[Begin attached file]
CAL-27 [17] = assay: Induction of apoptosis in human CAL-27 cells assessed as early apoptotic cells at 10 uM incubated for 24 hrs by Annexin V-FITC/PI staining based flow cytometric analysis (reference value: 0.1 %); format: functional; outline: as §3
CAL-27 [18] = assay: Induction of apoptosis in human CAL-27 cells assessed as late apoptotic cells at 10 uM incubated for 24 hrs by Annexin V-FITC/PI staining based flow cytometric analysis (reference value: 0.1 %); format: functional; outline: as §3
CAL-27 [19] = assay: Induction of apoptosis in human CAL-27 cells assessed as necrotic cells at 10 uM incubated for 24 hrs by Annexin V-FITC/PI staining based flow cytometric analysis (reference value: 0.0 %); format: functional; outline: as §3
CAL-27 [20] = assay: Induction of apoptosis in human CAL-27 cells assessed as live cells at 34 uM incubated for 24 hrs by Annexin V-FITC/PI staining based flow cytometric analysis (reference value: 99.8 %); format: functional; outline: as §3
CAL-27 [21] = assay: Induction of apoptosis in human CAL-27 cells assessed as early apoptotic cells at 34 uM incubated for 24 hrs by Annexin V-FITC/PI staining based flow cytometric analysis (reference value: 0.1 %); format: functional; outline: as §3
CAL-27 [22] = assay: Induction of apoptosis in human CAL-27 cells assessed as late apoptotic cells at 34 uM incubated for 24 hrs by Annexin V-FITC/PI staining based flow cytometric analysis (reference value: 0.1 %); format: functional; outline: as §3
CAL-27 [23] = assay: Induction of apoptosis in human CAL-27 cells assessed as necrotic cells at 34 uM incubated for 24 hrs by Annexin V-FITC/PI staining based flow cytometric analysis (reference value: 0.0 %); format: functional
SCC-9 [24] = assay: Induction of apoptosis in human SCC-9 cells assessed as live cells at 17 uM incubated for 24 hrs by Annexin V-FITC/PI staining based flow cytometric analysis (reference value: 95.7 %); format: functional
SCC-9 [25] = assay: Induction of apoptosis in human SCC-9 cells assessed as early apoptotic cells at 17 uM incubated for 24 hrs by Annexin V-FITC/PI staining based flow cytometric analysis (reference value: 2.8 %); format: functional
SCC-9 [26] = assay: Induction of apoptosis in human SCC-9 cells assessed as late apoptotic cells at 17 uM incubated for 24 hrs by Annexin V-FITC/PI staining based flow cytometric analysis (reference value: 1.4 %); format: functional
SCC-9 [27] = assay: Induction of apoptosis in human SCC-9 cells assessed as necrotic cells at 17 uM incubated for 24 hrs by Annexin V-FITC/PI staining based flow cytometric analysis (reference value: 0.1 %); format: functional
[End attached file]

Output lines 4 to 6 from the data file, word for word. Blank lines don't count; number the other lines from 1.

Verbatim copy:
CAL-27 [20] = assay: Induction of apoptosis in human CAL-27 cells assessed as live cells at 34 uM incubated for 24 hrs by Annexin V-FITC/PI staining based flow cytometric analysis (reference value: 99.8 %); format: functional; outline: as §3
CAL-27 [21] = assay: Induction of apoptosis in human CAL-27 cells assessed as early apoptotic cells at 34 uM incubated for 24 hrs by Annexin V-FITC/PI staining based flow cytometric analysis (reference value: 0.1 %); format: functional; outline: as §3
CAL-27 [22] = assay: Induction of apoptosis in human CAL-27 cells assessed as late apoptotic cells at 34 uM incubated for 24 hrs by Annexin V-FITC/PI staining based flow cytometric analysis (reference value: 0.1 %); format: functional; outline: as §3